Austin Martin Powers Vanderbilt To College World Series Win
OMAHA — Vanderbilt’s Austin Martin has enjoyed a dreamlike sophomore campaign.
Coming into the College World Series, the Commodores’ third baseman was hitting .410/.503/.610, with an even better .424/.500/.610 line against SEC competition. His 18 stolen bases make him a disruptor once he reaches base, and with 38 walks compared to 31 strikeouts, he has proved himself as a competitor in the box.
With 19 doubles and eight homers coming into the CWS, he has also flashed a little bit of power. But on Sunday, in hitting two home runs as part of a 3-1 win against Louisville, he flashed a lot of power and wasted no time in doing so.
On the first pitch out of the hand of Louisville lefthander Reid Detmers, a fastball that just about cut the plate in half at belt height, Martin connected for a missile of a home run well into the left field bleachers.
It was a tone-setting home run for a guy who has made a habit of setting the tone for the prolific Vanderbilt offense.
“That gets everybody going and you know everybody in the lineup can do some damage, and for Austin to lead off with the first pitch for a home run is huge and gives everybody that confidence that they need,” righthander Drake Fellows said.
The Commodores had some chances to add on early. They left two men on base in the first inning, had a runner erased and one left on in the second and left two more on base in the third. Detmers ended up walking a career-high six batters in his 5.2 innings, but for the most part, Vanderbilt was never really able to make him pay.
And when Louisville pushed a tying run across in the top of the fifth on a Henry Davis RBI single, suddenly, Vanderbilt needed a spark.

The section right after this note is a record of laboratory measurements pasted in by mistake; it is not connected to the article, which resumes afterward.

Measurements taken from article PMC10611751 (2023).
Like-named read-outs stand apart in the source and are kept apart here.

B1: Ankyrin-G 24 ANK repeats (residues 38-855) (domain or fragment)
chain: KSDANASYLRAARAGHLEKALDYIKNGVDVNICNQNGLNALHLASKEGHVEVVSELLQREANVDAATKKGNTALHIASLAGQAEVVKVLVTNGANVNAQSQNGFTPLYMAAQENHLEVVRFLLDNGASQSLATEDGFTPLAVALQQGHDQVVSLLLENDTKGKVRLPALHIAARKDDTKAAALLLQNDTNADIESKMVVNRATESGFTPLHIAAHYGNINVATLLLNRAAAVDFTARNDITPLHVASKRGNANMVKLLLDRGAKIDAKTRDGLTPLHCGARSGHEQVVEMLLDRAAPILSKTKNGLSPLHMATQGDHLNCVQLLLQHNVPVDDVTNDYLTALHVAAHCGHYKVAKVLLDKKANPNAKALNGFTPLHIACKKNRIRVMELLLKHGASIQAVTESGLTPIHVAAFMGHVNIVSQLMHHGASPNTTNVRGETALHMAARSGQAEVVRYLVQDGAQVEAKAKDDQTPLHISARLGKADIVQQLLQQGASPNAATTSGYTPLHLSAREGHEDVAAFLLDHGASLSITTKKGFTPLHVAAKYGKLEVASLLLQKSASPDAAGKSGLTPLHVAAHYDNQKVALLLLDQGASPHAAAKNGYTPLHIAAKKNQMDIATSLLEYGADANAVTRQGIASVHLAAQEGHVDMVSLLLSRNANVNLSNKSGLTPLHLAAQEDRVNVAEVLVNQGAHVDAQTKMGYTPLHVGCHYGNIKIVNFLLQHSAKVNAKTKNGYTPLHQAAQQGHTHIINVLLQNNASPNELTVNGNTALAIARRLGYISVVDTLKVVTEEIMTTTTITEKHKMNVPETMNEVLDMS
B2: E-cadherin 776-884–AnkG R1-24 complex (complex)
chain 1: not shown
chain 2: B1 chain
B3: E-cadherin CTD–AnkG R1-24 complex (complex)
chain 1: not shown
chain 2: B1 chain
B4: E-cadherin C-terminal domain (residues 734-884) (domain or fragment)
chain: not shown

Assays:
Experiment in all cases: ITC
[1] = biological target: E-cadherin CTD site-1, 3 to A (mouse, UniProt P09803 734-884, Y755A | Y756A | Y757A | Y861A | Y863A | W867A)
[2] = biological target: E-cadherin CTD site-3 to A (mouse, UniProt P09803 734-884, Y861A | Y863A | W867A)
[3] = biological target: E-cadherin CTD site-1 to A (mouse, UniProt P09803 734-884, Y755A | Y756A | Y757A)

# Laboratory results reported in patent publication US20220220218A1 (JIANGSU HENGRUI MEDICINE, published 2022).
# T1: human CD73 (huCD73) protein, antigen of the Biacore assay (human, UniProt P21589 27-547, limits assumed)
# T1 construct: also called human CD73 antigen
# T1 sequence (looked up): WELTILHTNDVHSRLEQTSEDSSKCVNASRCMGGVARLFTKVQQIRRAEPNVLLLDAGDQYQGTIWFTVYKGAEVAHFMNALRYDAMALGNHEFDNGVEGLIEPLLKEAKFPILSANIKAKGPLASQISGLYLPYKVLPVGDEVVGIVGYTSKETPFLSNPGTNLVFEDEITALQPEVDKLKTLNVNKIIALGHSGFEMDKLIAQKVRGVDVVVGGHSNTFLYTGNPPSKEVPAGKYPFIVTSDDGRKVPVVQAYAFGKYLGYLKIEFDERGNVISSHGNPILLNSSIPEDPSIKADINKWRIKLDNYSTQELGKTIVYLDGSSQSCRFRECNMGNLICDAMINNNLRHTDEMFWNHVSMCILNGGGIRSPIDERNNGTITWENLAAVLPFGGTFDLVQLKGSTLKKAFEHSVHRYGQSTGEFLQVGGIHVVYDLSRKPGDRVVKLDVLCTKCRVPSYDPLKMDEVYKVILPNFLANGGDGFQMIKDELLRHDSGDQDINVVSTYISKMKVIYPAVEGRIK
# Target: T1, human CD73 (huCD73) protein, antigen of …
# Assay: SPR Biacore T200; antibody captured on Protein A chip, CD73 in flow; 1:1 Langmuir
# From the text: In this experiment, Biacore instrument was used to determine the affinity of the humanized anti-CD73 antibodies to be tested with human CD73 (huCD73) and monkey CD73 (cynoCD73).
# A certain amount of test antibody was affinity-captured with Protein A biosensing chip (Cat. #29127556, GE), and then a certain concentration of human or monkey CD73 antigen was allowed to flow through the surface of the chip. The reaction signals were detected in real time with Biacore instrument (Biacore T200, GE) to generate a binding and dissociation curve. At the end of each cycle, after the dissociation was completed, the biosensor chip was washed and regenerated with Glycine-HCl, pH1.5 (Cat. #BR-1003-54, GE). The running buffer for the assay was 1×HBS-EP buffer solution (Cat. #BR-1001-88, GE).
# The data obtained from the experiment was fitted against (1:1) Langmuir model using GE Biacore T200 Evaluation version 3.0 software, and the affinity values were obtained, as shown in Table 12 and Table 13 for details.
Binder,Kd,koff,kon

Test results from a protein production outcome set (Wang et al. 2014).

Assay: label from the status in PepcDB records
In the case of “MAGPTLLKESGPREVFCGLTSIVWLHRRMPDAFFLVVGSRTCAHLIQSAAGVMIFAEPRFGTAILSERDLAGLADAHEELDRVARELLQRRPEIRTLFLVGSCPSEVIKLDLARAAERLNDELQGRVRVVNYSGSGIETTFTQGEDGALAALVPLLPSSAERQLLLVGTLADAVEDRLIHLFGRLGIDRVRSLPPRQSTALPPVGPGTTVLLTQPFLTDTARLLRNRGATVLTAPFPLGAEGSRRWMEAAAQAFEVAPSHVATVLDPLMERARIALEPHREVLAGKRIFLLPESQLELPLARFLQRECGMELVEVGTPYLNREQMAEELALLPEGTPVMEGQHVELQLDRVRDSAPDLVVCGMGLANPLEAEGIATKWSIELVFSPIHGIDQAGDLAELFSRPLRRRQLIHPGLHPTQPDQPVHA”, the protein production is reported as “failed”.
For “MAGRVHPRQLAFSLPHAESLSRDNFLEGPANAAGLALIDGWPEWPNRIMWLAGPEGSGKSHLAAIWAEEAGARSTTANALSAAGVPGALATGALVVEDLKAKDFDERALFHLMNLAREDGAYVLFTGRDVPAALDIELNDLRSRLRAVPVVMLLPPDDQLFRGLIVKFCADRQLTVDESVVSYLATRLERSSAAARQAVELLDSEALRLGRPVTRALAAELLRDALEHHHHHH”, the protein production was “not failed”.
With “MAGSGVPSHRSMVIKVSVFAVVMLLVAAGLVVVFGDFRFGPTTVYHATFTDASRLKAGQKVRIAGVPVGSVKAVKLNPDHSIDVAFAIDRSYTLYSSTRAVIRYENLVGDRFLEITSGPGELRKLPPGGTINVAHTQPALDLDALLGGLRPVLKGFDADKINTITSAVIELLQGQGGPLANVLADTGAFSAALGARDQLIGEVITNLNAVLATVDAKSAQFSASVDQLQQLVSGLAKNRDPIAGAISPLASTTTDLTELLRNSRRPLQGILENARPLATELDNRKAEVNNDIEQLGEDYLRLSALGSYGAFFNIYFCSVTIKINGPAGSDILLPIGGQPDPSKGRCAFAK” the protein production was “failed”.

Martin gave them that, too.
After first baseman Julian Infante doubled with one out in the seventh inning, Martin went down and got a Bryan Hoeing changeup, lifting it deep into left, where it banged off the railing just above the yellow line on the wall for a two-run homer.
By the time closer Tyler Brown finished off the win, Martin’s homers accounted for two of his team’s five hits on the game and all of its runs. Simply put, he was a one-man wrecking crew.
“(Martin) is probably one of the best we’ve faced all year,” Detmers said. “As you can tell, he can basically hit anything anywhere he wants it.”
Vanderbilt didn’t need any more offense than that because Fellows was on his game in a big way. He threw seven innings, giving up seven hits and one run with one walk and six strikeouts on just 98 pitches.
After a routine first couple of innings, Louisville began to put together better at-bats against Fellows, leading to the Cardinals pushing their run across in the fifth. But even then, with the bases loaded and one out later in the frame, Fellows buckled down and got a pop out and a groundout from veteran Tyler Fitzgerald and freshman Alex Binelas, respectively, to limit the damage to a single run, setting the stage for Martin’s heroics.
“That’s just good pitches,” Corbin said. “That’s a very difficult group of hitters that he was facing. Fitzgerald is a very good player and a very good hitter, and Binelas, he’s not a freshman. He doesn’t look like a freshman, he isn’t a freshman. But I think just the placement of the fastball—he got in on Fitzgerald and that was a big pop-up, and then it was just the location. The location of the pitch was the key for him, and he was able to do it in a very tough situation.”